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W House has new home

November 29, 2003|by MARLO BARNHART

marlob@herald-mail.com

The new W House of Hagerstown may be only a few blocks from its previous site but in terms of space, improved services and homey atmosphere, they are miles apart.

Now housed at 519 N. Locust St., the halfway house for women battling addictions has nine big bedrooms, a community room, a reception area, separate offices, two rooms for the addictions counselors, a computer lab, a laundry room, a large kitchen and pantry, and a dining room with a seating capacity for 24.

"At our old location at 37 E. Antietam St., there were just four bedrooms, no community room, a cramped kitchen and a dining room that didn't seat everyone," W House Executive Director Christina Trenton said.

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The new building has four transitional apartments for women who are approaching the end of their treatment program, which usually is about six months, Trenton said.

"We are able to give them a lot of tools when they leave here," she said. Along with the additional space, the W House has been able to establish a new aftercare component, something Trenton has been wanting since she came in 1997.

That would allow some W House former residents to stop in and access the computers to help them find work, a place to live, etc. And residents always would know they could come in for help with a crisis even after leaving W House, Trenton said.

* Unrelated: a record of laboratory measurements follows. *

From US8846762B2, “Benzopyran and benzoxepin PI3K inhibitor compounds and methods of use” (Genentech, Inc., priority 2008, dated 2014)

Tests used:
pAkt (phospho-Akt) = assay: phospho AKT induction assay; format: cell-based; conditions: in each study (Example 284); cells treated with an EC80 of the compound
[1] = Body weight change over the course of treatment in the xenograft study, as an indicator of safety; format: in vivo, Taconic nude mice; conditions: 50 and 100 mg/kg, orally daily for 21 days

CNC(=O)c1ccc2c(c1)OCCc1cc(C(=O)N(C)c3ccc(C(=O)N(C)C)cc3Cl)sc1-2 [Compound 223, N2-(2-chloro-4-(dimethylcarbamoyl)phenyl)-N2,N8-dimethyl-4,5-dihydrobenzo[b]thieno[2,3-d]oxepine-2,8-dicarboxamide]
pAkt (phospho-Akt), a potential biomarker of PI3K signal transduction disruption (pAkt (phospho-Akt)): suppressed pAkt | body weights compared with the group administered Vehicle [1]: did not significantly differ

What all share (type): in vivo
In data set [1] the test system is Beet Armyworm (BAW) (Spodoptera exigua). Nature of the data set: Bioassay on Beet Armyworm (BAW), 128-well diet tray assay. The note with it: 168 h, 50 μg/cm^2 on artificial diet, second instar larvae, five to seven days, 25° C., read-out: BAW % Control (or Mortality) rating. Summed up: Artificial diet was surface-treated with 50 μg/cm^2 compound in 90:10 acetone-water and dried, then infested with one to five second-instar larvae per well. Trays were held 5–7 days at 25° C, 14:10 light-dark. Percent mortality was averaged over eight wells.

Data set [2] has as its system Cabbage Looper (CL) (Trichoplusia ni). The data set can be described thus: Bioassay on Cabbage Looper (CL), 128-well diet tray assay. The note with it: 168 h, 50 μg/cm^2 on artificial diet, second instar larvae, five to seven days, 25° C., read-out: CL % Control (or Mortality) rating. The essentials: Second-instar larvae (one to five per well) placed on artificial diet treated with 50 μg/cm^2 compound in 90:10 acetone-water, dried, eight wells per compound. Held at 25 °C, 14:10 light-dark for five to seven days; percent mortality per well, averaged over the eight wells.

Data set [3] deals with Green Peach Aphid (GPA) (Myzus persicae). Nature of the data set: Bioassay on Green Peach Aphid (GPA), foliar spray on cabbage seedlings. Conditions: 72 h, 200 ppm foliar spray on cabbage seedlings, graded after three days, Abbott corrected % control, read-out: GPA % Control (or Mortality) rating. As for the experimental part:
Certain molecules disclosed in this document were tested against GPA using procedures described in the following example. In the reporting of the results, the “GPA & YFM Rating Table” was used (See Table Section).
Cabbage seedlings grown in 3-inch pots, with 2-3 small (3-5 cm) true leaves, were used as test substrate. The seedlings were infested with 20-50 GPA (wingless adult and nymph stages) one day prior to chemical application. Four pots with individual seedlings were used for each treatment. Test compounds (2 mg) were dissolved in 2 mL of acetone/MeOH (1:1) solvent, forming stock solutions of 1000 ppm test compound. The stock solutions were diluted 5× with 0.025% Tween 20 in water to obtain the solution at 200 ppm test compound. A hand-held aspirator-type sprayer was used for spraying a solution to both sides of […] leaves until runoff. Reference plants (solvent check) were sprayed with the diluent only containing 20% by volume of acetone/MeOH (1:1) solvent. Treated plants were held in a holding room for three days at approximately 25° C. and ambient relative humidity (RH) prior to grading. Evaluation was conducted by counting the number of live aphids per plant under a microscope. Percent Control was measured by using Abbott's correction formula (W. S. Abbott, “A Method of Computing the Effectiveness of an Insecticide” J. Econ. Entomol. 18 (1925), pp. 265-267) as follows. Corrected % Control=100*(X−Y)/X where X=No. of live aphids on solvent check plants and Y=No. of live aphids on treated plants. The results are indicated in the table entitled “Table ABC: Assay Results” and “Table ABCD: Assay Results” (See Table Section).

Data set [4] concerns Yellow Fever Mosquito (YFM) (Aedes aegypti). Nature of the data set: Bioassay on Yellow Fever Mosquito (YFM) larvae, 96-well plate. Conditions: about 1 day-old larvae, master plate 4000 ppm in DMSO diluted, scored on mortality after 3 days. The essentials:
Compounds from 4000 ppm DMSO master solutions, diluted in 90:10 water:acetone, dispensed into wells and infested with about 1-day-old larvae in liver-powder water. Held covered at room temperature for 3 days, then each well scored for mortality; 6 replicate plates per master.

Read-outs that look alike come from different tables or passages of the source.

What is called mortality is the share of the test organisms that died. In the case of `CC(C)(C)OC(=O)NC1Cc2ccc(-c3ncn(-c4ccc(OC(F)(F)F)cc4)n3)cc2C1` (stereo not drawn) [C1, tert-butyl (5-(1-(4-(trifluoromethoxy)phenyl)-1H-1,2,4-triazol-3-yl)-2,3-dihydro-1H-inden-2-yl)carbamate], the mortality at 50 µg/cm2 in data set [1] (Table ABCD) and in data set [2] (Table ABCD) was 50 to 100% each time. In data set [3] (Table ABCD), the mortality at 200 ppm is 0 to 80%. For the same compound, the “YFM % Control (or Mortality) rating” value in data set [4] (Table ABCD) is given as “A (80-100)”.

"Often they come here in financial disarray, experiencing a lot of stress dealing with the high cost of rent in Hagerstown," Trenton said. "We want to be here for them."

Trenton hopes that rather than selling the old building, it can be retained so that some supportive, transitional services can be set up there.

"It could be a step-down phase for our women. They leave here and go there before going back into the community," Trenton said.

According to 2002 figures compiled by the Center for Substance Abuse Research at the University of Maryland, it is estimated that 8 percent - or 285,994 - of Maryland adults require substance abuse treatment.

Alcohol and drug abuse costs Maryland an estimated $5.6 billion each year, according to the center's figures.

Trenton said the study also shows that the annual cost for one person in a halfway house treatment setting is estimated at $7,421. The comparative cost for that one person housed in a Maryland prison is $39,600 a year while the cost for the untreated addict is $43,300 because of associated crime and criminal justice expenses, the center's figures show.

"The difference is incredible," she said.

W House has 10 women in its program and two new clients are expected to arrive soon, Trenton said.

"We are taking things slow so we don't overwhelm the staff."

Trenton credits her dedicated staff and board of directors for their efforts to make W House an successful option for women with addictions.

"We don't have a high readmission rate here," she said.

One reason for that is that women who don't make it at W House don't want to come back to W House.

"We're tough here. There are a lot of rules to follow," Trenton said.

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